Eye For Film >> Movies >> Blind Loves (2008) Film Review
Reviewed by: Jennie Kermode
What is life like for people who lack sight? It's a question which has long fascinated filmmakers and has inspired many different pieces of work, from crime thrillers and science fiction stories to sympathetic dramas and documentaries. Rarely, though, does a film about blind people show much empathy, and rarely are blind people involved in its production - they tend, instead, to be studied from a distance, objectified. Juraj Lehotský's Blind Loves is a rare exception, which not only succeeds in describing the world as blind people really experience it but, in so doing, presents the sighted viewer with a fascinating insight into a different way of living.
Lehotský's particular interest is in finding out how blind and visually impaired people find love and form relationships, a topic which cannot be addressed without acknowledging his subjects' agency. He introduces us to Peter, a music teacher whose wife is also blind and who dreams of a fairytale world under the sea; to Miro, who is trying to make a relationship work despite his girlfriend's parents prejudice (they don't like him because he's Roma); to Elena and Laco, nervous parents-to-be; and to teenager Zuzanna, who is looking for love online.
There are no straight-to-camera monologues - rather, we see these people going about their day to day lives, musing to themselves, talking to one another, enjoying warm sunny days and the beauty of a world seen through fingertips. Peter's dream is realised in fantastic animation reminiscent of the work of Terry Gilliam. Often scenes are shot in the dark, as the film's subjects have no need to turn lights on; thus sighted viewers are made aware of their own shortcomings, feeling awkward in environments these people handle with ease.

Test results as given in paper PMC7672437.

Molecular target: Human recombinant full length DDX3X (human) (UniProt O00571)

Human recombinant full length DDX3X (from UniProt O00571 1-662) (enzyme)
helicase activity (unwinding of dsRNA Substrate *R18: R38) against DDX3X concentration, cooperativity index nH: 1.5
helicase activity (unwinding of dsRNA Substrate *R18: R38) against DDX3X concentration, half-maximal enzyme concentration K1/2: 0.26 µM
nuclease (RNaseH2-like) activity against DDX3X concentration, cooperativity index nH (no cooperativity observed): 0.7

In taking this day to day approach, sensually filmed and without any direct proselytising, the film does not shy away from the political. The experience of prejudice is clearly a factor in many of these people's lives, as are its secondary effects - the fear Elena feels, for instance, because she knows it's possible that well-intentioned social workers will try to take her child away.
There is none of the popular patronising attitude that congratulates blind people for successfully doing the housework or going out to work, but there is an acknowledgement of the very real bravery it takes to pursue one's own dreams in the face of fears like this. This spirit is very engaging and the concerns the subjects face make for compelling viewing, making the viewer feel much more emotionally involved than the average documentary does.
With its bold cinematic approach, its fascinating visuals and its deep empathy, Blind Loves is a truly remarkable piece of filmmaking and is deserving of a wide audience.Reviewed on: 21 May 2009
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